Mary Owens: Caring for our community in a time of crisis
I am going to take a side road this month and talk about something that is just as important as proper estate planning and how it protects you and your family. Instead, let’s talk about ways we can CARE for our local community in the time of a crisis.
With so many in need, we have lots of options on how we can assist.
Let’s all start by saying a big “THANK YOU” to those who are taking the brunt of the hard work and risk of still serving all of us in the critical areas of the economy. The list is long. Health-care workers, grocery store employees, pharmacies, gas stations attendants, critical retail, police, fire and EMTs, road maintenance, critical government offices, funeral homes, take-out restaurants and more. Without their willingness to work, we all would be far more challenged in our daily lives than we are currently experiencing.
Tell them you appreciate them. They are stressed out and need our words of warmth.
We also need to thank those who are assisting seniors who cannot or should not leave their homes for any reason. So many are going to the pharmacy or grocery store on behalf of their loved ones and neighbors. A phone call to those who are shut in just to make sure they are OK can make a senior feel less alone and depressed. It may be a small thing to do for someone, but the emotional boost it gives to a senior is not expressible. Your call makes them feel worthwhile and thought of in a way no other act can do.
The CARE Act, which was recently passed into law, also gives those who are old enough to be taking Required Minimum Distributions (RMD) from their IRA to enjoy a tax break. The new CARE ACT includes a temporary waiver on minimum mandatory IRA distributions for 2020, so those who don’t need the income out of their IRA can potentially reduce their tax bill. The act still allows you to direct all or a portion of your RMDs to charities without having to include the distribution given to charities into your taxable income. You can’t deduct the charitable deduction on your tax return, but you also do not have to itemize your deduction in order to get the tax benefit.
If everyone considered donating their estimated tax savings caused by this law, think of the enormous needs that could be funded locally. So many charitable organizations are hurting for funds. Food distribution organizations like Interfaith Food Ministries are trying to feed so many that are unexpectedly unemployed. The need for low income housing is ever increasing. Consider Habitat for Humanity, as they apply their skills of hundreds of volunteers to build affordable homes for families. Our cultural and performing arts have totally shut down. As you watch Netflix from your living room, think of all those good folks who are fighting for their survival. Center for the Arts finished their stunning remodel of the studios just as the shutdown occurred. What a devastating blow to them. InConcert Sierra and Music in the Mountains have all had to cancel their performances as well.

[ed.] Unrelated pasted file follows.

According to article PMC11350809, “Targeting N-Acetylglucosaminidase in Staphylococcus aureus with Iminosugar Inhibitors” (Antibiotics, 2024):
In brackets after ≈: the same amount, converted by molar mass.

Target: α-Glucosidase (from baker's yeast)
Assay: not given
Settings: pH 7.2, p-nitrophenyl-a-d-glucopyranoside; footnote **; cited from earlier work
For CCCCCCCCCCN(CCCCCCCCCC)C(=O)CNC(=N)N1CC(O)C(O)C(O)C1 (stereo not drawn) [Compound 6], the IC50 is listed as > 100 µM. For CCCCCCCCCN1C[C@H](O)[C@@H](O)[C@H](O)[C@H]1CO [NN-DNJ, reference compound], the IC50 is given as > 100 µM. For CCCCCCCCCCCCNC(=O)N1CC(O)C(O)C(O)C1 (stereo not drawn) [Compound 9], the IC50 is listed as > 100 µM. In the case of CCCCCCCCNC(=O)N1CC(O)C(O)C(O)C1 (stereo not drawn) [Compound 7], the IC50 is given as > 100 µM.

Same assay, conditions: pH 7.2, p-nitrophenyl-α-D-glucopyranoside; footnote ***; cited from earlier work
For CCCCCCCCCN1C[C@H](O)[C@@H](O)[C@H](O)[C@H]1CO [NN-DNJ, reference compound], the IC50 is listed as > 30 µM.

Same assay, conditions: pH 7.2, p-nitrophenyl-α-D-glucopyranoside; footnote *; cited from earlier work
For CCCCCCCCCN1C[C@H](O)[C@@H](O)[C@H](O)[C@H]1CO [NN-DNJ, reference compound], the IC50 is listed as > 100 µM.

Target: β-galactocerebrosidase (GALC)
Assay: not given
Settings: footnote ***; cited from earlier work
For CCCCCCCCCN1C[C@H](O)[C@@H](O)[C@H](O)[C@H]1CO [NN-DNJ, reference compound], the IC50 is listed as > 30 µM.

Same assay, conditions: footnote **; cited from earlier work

There are so many quality charities that need our assistance right now. Young people too, who do not have such things as RMDs out of an IRA, have chances to give as well. Think of that decreased gasoline bill because we now rarely go out the door. Think of those extra jingles in your pocket as an opportunity to help others.
But the list of folks in our community who need our assistance is not just limited to charities. There are many hard-working people and business owners who have lost all their income. Let’s think about our spending habits prior to the shutdown. Did you go to the local theater frequently? Help them out by buying advance tickets now for future movies. What about your hair stylist, your local gym? Send them a check for their services anyway. They all need to survive. So many are hurting financially. Help where you are able and encourage others to do the same.
Nevada County is a very special place. We still know one another here. This is our home. Let’s do what we can to get through this with the least amount of pain to our community. All this stress will pass in time. But bringing joy to those in need in the form of some financial or emotional support will help us stay strong.
Small actions can create enormous faith and benefits in the big picture: the vibrance and emotional strength of our home.
Mary Owens, Principal/Branch Manager, RJFS, 426 Sutton Way, Suite 110, Grass Valley,, 530-272-7500. Securities offered through Raymond James Financial Services, Inc., Member FINRA/SIPC. Owens Estate and Wealth Strategies Group is not a registered broker/dealer and is independent of Raymond James Financial Services. Investment advisory services offered through Raymond James Financial Services Advisors, Inc. Neither Raymond James Financial Services nor any Raymond James Financial Advisor renders advice on tax, legal or mortgage issues, these matters should be discussed with the appropriate professional. The foregoing information has been obtained from sources considered to be reliable, but we do not guarantee that it is accurate or complete. Any opinions are those of Mary Owens and not necessarily those of Raymond James. This information is not a complete summary or statement of all available data necessary for making an investment decision and does not constitute a recommendation.
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